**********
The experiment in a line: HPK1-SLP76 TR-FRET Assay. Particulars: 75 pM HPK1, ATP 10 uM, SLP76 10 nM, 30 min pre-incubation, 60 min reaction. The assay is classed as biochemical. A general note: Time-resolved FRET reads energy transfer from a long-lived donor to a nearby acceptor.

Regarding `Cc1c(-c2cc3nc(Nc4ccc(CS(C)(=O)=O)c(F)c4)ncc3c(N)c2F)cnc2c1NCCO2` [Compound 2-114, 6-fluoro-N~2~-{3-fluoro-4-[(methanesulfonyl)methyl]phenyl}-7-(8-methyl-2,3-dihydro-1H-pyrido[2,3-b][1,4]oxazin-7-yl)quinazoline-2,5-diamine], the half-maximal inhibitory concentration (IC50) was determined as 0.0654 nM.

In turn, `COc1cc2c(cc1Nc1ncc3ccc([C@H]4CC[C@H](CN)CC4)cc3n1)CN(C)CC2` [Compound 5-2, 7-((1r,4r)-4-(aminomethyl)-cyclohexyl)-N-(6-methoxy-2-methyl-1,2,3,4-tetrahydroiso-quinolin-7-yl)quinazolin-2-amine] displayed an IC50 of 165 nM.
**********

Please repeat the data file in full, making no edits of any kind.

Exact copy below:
The experiment in a line: HPK1-SLP76 TR-FRET Assay. Particulars: 75 pM HPK1, ATP 10 uM, SLP76 10 nM, 30 min pre-incubation, 60 min reaction. The assay is classed as biochemical. A general note: Time-resolved FRET reads energy transfer from a long-lived donor to a nearby acceptor.

Regarding `Cc1c(-c2cc3nc(Nc4ccc(CS(C)(=O)=O)c(F)c4)ncc3c(N)c2F)cnc2c1NCCO2` [Compound 2-114, 6-fluoro-N~2~-{3-fluoro-4-[(methanesulfonyl)methyl]phenyl}-7-(8-methyl-2,3-dihydro-1H-pyrido[2,3-b][1,4]oxazin-7-yl)quinazoline-2,5-diamine], the half-maximal inhibitory concentration (IC50) was determined as 0.0654 nM.

In turn, `COc1cc2c(cc1Nc1ncc3ccc([C@H]4CC[C@H](CN)CC4)cc3n1)CN(C)CC2` [Compound 5-2, 7-((1r,4r)-4-(aminomethyl)-cyclohexyl)-N-(6-methoxy-2-methyl-1,2,3,4-tetrahydroiso-quinolin-7-yl)quinazolin-2-amine] displayed an IC50 of 165 nM.